"(...)Girard begins from an observation no impartial reader of the Hebrew Bible or the Koran can fail to make, which is that religion may offer peace, but has its roots in violence. The God presented in these writings is often angry, given to fits of destruction and seldom deserving of the epithets bestowed upon him in the Koran—al-rahmân al-rahîm, "the compassionate, the merciful." (...) Thinkers like Dawkins and Hitchens conclude that religion is the cause of this violence (...), and that the crimes committed in the name of religion can be seen as the definitive disproof of it. Not so, argues Girard. Religion is not the cause of violence but the solution to it. The violence comes from another source, and there is no society without it since it comes from the very attempt of human beings to live together. The same can be said of the religious obsession with sexuality: religion is not its cause, but an attempt to resolve it.
Girard's theory is best understood as a kind of inversion of an idea of Nietzsche's.
In his later writings, Nietzsche expounded a kind of creation myth, by way of accounting for the structure of modern society. On the Genealogy of Morals (1887) envisages a primeval human society, reduced to near universal slavery by the "beasts of prey"—the strong, self-affirming, healthy egoists who impose their desires on others by the force of their nature.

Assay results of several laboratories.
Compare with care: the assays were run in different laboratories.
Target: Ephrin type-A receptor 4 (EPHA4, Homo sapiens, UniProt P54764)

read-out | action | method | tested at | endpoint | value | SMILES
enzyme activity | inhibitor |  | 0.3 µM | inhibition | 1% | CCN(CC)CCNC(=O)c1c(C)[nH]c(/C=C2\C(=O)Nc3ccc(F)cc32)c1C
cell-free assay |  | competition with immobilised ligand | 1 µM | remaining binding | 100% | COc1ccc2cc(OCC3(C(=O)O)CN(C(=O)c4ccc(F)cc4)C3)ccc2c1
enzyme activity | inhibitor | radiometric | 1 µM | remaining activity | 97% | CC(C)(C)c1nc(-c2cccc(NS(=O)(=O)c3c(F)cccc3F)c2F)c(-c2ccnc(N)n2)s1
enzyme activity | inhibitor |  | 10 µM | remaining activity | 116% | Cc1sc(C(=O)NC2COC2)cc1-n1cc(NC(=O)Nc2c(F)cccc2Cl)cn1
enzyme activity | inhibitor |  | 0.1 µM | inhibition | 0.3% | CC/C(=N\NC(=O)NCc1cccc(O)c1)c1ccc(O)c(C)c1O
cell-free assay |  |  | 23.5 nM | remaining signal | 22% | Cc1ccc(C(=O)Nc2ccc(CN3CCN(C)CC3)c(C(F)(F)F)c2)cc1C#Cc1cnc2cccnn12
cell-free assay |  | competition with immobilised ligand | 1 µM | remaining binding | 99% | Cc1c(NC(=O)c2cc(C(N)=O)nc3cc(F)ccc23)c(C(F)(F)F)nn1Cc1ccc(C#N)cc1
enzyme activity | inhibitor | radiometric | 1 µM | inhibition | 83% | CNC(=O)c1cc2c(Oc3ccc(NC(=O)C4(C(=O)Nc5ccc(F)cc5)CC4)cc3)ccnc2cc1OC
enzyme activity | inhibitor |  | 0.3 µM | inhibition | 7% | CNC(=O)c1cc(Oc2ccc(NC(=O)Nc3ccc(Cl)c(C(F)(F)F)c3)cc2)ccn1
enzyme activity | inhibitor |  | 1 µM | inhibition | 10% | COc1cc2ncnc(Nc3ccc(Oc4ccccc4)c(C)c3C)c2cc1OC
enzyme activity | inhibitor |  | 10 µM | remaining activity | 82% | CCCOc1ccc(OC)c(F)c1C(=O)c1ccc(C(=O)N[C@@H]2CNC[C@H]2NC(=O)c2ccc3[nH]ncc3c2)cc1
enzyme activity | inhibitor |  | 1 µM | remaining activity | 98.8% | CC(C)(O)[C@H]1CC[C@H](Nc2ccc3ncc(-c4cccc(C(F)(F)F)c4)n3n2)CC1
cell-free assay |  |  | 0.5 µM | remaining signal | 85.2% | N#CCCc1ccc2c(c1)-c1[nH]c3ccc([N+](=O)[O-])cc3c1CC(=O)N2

The master race maintains its position by punishing all deviation on the part of the slaves—just as we punish a disobedient horse. The slave, too timid and demoralised to rebel, receives this punishment as a retribution. Because he cannot exact revenge, the slave expends his resentment on himself, coming to think of his condition as in some way deserved. Thus is born the sense of guilt and the idea of sin.
The resentment of the slave explains, for Nietzsche, the entire theological and moral vision of Christianity. Christianity owes its power to the resentment upon which it feeds: resentment which, because it cannot express itself in violence, remains turned against itself.
Thus arises the ethic of compassion, the mortification of the flesh and the life-denying routines of the "slave morality." Christianity is a form of self-directed violence, which conceals a deep resentment against every form of human mastery.
That "genealogy" of Christian morals was effectively exploded by Max Scheler in his book Ressentiment (1912). Scheler argues that the Christian ethic of agape and forgiveness is not an expression of resentment but rather the only way to overcome it. (...)"